Once more Mother Pepper sent her a swift approving smile, and Polly's heart was so warm that a little sunbeam seemed suddenly to have hopped right down there. And the little play went on from first to last perfectly splendidly, and Mrs. Pepper, feeling very strange indeed to be sitting there in the middle of the afternoon with nothing in her hands to work over, clapped them together and applauded enough for a big audience. And there never was such a good time in all this world--no, not even under the big white circus tent over in Hillsbury!
"I'm glad you like it!" cried Polly, tumbling over in a heap on the grass when it was all over, and the audience got out of the big rocking chair.
"It was very nice indeed, Polly," said Mother Pepper, with shining eyes.
"Indeed it was!" declared Ben with enthusiasm, which meant a great deal from him.
"And now, children," said Mrs. Pepper, "you rest on the grass and talk it over, and I will call you into the house by and by."
"I don't ever want to go in," declared Joel, positively, and rolling over on the grass to wave his legs in the air, while little Davie lay quite still. "It was good to be in the play, Polly," he said, "but it's nice to rest here."
"I was a white cat, Polly," said Phronsie, sitting down on the grass as close to Polly as she could get, and tucking up her feet under her.
"So you were, Pet," cried Polly, "the loveliest, sweetest white cat in all the world, Phronsie dear," giving her a little hug. "O dear me, I'm glad it's done, and that it was nice."
"It was the nicest thing you've ever done, Polly," declared Ben, with emphasis.
"Chil-dren!" Mamsie's voice, and it had a new sound.
But Joel gave his sturdy legs another wave. "I wish we could stay out here longer," he said. So it happened that he was last in the procession filing into the little brown house, instead of first, as was usually the case.
"Oh, Mamsie!" cried Polly, and, "Oh, Mamsie!" exclaimed every one of the others, while Joel pushed in between them as fast as he could, anxious to see what it all was.
There was the table drawn out in the middle of the kitchen and spread with a clean white cloth. And on it stood a cake, yes, a big one, and there was--yes, there actually was white on top! When Polly saw that, she sat right down in the first chair. As for Ben, he was just as much astonished, and couldn't stop the children from reaching out to pick at the cake.
"I took some of your flowers, Polly, to trim it with," said Mother Pepper, pointing to the wreath running around the big cake. "Now, children, all of you sit down, and Polly shall cut it, for she made the play." She handed Polly the big knife, sharpened up till it shone as bright as could be.
"Let me--let me!" screamed Joel, with no eyes now for anything but the sharp knife "I've never cut a cake. Mammy, let me!"
"Neither has Polly," said Mrs. Pepper, quietly. "No, Joe, Polly made the play, else you couldn't any of you have had this nice time."
"And she's worked herself most to death to get us through it," said Ben.
Polly had seized the big knife, and taken one step toward the wonderful cake. Now she stopped, and looked over at Joel. "You may," she said, smiling brightly.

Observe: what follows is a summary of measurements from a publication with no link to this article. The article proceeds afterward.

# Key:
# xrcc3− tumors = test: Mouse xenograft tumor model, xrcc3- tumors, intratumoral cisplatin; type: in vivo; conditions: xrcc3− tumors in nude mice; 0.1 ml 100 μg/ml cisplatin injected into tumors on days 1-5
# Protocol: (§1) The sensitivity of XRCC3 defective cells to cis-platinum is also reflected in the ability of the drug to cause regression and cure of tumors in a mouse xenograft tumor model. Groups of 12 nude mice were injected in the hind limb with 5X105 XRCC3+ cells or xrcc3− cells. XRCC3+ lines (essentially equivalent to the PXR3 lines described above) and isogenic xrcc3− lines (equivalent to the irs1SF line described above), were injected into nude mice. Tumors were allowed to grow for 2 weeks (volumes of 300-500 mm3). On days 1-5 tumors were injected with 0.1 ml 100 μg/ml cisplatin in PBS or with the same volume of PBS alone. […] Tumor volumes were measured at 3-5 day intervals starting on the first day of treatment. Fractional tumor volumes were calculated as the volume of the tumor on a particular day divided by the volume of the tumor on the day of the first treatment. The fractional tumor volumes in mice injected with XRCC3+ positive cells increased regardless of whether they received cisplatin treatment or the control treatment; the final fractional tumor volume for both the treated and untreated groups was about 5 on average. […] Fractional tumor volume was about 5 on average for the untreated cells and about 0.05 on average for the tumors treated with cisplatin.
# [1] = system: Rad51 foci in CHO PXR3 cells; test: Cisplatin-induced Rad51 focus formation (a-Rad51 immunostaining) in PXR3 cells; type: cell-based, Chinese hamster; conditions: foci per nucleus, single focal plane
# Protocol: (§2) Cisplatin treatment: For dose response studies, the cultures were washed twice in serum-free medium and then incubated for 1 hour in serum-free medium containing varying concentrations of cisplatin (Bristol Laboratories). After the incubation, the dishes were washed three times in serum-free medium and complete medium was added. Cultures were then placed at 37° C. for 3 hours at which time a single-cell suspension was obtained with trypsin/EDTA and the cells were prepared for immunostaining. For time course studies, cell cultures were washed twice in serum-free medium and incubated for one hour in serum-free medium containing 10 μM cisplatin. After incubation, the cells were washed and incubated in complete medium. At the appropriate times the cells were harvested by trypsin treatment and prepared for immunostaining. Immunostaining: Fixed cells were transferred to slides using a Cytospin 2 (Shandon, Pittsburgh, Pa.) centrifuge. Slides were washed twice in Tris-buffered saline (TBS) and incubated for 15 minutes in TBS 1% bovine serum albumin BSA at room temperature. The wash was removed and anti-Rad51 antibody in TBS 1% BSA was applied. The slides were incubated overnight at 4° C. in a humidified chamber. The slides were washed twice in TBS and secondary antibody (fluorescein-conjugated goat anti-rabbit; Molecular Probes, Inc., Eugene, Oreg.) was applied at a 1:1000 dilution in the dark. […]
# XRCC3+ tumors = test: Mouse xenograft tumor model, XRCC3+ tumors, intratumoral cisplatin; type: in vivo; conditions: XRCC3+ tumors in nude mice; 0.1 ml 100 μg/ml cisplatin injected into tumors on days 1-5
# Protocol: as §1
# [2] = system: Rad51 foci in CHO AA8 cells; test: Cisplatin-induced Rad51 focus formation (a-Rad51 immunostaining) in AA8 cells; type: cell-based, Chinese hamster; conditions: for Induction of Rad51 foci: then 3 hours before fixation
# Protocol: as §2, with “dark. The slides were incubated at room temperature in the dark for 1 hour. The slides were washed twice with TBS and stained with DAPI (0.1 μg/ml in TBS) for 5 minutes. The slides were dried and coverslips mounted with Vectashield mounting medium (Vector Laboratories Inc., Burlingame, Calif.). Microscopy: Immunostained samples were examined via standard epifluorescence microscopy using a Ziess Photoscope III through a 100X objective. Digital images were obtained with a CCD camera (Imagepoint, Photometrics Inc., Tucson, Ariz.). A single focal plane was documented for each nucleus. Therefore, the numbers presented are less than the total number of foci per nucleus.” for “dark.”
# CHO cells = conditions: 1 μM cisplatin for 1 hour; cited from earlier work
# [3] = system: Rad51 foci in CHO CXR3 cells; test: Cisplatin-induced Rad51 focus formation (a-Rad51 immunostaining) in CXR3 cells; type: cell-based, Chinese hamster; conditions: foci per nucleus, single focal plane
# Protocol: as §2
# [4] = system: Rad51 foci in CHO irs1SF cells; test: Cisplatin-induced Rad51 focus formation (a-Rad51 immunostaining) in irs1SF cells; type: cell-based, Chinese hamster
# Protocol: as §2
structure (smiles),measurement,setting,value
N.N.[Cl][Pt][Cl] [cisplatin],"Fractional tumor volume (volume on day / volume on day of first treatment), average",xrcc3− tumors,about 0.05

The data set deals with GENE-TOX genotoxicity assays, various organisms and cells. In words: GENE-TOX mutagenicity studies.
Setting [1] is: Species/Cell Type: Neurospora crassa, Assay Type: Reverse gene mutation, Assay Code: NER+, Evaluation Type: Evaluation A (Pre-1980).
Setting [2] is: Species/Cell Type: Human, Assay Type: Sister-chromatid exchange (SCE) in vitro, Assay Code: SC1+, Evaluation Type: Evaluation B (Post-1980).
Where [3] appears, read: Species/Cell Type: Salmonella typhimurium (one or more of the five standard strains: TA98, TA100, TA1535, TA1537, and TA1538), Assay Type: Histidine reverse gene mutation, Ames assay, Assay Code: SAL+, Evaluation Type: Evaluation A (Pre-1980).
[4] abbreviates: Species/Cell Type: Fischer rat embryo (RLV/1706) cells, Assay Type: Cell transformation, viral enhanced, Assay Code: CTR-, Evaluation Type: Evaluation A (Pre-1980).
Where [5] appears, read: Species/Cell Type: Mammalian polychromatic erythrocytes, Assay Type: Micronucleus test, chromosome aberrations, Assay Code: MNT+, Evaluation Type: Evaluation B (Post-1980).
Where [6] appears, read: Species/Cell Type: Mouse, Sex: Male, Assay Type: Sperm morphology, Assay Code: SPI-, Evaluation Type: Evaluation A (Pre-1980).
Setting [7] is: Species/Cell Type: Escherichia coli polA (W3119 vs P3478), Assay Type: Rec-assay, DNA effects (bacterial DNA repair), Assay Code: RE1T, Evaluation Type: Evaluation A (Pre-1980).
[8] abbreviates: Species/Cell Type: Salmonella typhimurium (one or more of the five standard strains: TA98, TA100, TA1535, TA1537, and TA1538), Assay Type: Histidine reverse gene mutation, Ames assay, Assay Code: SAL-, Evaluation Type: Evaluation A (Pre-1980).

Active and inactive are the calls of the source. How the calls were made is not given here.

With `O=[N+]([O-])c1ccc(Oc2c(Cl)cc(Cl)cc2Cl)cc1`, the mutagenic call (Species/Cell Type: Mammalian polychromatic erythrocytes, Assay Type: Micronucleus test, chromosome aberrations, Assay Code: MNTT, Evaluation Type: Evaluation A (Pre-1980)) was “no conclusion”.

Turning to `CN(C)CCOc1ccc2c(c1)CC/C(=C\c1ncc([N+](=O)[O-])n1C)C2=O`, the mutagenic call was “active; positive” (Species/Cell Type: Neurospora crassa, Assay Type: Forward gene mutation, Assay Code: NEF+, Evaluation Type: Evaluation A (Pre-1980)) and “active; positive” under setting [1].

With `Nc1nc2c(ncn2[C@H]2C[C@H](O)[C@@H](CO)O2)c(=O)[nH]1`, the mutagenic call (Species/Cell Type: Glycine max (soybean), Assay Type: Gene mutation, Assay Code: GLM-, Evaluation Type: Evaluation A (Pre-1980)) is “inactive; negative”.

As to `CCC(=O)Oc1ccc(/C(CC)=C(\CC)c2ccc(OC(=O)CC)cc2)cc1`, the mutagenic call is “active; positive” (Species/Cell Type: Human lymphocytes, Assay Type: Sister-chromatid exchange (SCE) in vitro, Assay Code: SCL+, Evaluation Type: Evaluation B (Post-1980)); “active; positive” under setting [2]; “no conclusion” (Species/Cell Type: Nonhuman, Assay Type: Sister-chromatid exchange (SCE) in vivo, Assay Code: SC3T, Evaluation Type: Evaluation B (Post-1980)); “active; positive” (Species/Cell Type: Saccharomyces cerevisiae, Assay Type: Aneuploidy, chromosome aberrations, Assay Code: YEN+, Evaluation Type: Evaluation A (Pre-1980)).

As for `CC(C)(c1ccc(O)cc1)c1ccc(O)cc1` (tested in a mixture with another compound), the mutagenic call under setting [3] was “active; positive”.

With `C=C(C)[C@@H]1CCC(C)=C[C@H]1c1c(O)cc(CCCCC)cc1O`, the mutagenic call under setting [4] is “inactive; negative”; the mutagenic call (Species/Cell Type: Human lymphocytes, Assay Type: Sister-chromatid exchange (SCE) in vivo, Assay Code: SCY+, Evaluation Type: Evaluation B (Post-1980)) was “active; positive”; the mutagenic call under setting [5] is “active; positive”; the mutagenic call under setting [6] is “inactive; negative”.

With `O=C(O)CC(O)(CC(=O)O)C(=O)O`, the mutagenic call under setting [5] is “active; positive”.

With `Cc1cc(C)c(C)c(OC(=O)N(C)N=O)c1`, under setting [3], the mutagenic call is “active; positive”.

"Oh, goody!" cried Joel, plunging forward. Then he stopped suddenly, on meeting his mother's eye. "I'd rather not," he said.
"Go on, Polly, Joel's right," said Mrs. Pepper, in satisfaction. So the slices were cut very slowly, Polly breathing hard with anxiety. But the white frosting didn't fall off a bit, and each piece was soon laid on a plate by Mother Pepper, and passed, first to Ben and then to the others, and to Phronsie last of all, of course, because she was the youngest.
When it was all over, this delightful surprise of Mamsie's, and Polly and Mrs. Pepper were clearing up, Joel nudged David. "Come on, Dave," he whispered, and the two boys ran out to the orchard again.
"I'm goin' to be bear again," cried Joel. "O dear me! Ben's taken in all the black hair," he cried, in great disappointment.
"He had to put it back in Mamsie's cushion again," said David. "You know he promised."
"He might have left it a little bit of a while," grumbled Joel.
"He said he'd do it right away," persisted David, "so he had to, Joel."
"Well, anyway, I'll be bear again without the black hair, then," declared Joel. "Now, look out, Dave, 'cause I'm goin' to climb up th' apple tree."
"Bears don't climb up trees," observed little David, critically, watching Joel's progress, quite content to sit down on the grass meanwhile.
"Well, I'm goin' to, when I'm a bear," cried Joel, now well up in the midst of the gnarled branches. "I'm goin' to climb trees, and do everything I want to, so there, Dave Pepper!"
Little David said nothing, and turned his gaze downward, and a big green worm, that had somehow lost his way in the tall grass, meandered past him, trying to get home. So he put forth a gentle finger, bending down the biggest spears accommodatingly, and was so absorbed in the matter that he forgot Joel, until he heard a voice, "Hi, there; look, Dave, look!"
"O dear me, Joe!" exclaimed David, letting the green spears swing back abruptly, and viewing Joel in alarm, "you'll fall. Do come down."
"Pooh! I can bend way out. See, Dave! See!" cried Joel, twisting his legs around the branch on which he sat, almost at the very tip of the apple tree, and he swung both arms exultingly. There was a crack, a swish, and something came tumbling through the air, and before David could utter a sound, there lay Joel on the grass at his feet.